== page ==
There are certainly differences between the two institutions. Chief among them: Cornell has more than twice as many undergraduate students, several of its composite colleges are state funded and hockey is more popular than basketball.
Still, the two places, and the way each chose its most-recent president, are worthy of comparison.
When Keohane announced her resignation in 2003, Duke was an institution-on-the-rise. Under her leadership, Duke lost much of its provincial reputation, hired eminent faculty, rose to the top of US News & World Report’s annual rankings and saw its endowment grow significantly.
According to Krolik, members of the search committee did not have to do too much to sell Duke to prospective presidents.
“It helped to have had a very good past president,” Krolik said. “People don’t want to come in and take over a mess.”
When its search committee began its work last fall, Cornell was hardly a mess, but it was in a much different position.
After Lehman resigned in June 2005, the board of trustees and administration revealed little about the circumstances surrounding his departure to the university community and press. All parties involved signed non-disclosure agreements.
At an open meeting with the presidential search committee in August, members of the faculty worried about how candidates might react to such secrecy.
Prof. Steven L. Kaplan, the Goldwin Smith Professor of History, was among the 200 in attendance.
“How do you speak to people about the future if you don’t talk about the past?” Kaplan asked.
At the meeting, Diana Daniels ’71, chair of the presidential search committee, told Kaplan and his colleagues that the top two finalists for the presidency would be briefed on Lehman’s resignation.
The two search committees had different compositions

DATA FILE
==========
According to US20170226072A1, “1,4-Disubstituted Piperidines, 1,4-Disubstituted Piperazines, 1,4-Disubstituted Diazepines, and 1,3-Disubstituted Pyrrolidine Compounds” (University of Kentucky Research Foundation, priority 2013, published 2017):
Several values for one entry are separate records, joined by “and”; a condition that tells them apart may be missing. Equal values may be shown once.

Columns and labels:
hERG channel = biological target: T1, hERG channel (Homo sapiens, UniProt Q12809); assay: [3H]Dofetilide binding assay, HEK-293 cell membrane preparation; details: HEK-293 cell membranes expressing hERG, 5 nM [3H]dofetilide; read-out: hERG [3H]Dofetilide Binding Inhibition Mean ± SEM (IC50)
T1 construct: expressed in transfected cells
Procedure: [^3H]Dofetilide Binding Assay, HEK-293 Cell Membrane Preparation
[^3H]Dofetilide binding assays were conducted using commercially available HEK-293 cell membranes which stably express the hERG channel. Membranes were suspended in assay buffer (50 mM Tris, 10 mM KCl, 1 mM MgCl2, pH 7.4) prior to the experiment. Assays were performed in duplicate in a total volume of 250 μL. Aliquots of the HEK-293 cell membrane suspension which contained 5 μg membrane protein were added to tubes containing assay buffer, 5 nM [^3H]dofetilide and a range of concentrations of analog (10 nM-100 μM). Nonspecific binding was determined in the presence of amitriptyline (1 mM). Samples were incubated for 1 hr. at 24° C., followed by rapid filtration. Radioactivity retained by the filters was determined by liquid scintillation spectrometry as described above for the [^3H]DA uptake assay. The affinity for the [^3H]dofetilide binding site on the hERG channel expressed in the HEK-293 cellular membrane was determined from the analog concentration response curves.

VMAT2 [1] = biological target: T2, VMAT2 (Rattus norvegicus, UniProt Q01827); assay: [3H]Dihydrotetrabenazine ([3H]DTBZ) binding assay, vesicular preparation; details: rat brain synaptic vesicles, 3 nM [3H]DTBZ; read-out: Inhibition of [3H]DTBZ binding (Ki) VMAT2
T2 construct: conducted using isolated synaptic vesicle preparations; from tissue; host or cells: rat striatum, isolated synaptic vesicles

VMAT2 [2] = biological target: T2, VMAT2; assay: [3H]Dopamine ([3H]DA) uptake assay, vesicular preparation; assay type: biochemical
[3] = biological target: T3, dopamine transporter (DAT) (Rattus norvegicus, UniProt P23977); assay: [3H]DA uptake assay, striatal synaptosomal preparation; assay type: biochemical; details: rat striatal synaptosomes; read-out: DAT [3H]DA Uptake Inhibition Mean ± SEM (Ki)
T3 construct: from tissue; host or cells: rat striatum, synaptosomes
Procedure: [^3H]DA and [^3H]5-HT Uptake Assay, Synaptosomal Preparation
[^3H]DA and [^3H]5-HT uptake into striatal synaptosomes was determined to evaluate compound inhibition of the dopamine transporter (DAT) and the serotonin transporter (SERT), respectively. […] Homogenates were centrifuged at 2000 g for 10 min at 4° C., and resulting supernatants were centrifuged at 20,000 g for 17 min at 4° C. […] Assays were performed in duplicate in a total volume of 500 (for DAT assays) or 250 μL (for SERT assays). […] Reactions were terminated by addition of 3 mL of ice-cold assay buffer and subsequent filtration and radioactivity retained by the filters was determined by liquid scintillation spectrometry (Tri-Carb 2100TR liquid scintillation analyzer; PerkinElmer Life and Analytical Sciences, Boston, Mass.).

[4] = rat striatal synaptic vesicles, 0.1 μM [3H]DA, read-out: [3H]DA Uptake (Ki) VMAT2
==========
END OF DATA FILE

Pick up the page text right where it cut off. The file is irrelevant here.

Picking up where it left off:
At Duke, Krolik sat on a committee of 19 that included eight trustees, six faculty members, two students, one alumni member and two members of the administration (one of whom was non-voting).
At Cornell, there were 24 members: 18 trustees (two student-elected, one faculty-elected and one staff-elected), five members of the faculty and one administrator. The addition of two faculty members came only after the faculty at the August meeting made the demand.
At Duke, unlike at Cornell, a professor helped chair the committee.
Dr. Nancy B. Allen, rheumatology and immunology, Duke, praised her colleagues on the search committee.
“We had a broad and representative committee,” Davis said. “And that was wonderful.”
In early August, Cornell announced that it had chosen Korn/Ferry International, a corporate consulting firm, to help it with its search. In its previous search, Cornell used another firm, Boston-based Isaacson, Miller.
In a news release, Daniels described what role the consulting firm would play.
“The education practice of Korn/Ferry has a strong track record of identifying candidates who are the right ‘fit’ and have the appropriate professional and personal skills to work with members of the university community and lead their respective institutions forward,” Daniels said.
Search firms also make the process easier by handling “a lot off the busy work”, according to Fiske.
Requests for an interview with R. William Funk of Korn/Ferry International were declined.
At Duke, the search committee chose not to employ an outside consultant. Instead, according to Krolik, it relied on current administrators to offer suggestions and contact their colleagues at other institutions.
“They call their counterparts at other universities and ask who might be a good candidate,” Krolik said. “I think that nobody wants to lose somebody good, but they recognize that people will move on as these opportunities come up. People want to be helpful.”
After a year in office, Brodhead seems to have fallen into his position. Krolik was optimistic in his assessment of the new president’s tenure.
“I think that it worked out,” Krolik said. “I hear good things. Brodhead is a very good fit with the other administrators. You can’t predict that. Given the fact that Nan had assembled a very good team, you wanted someone who could fit in. And I hear from people under him that they’re thrilled.”
Archived article by David GuraSun Senior Writer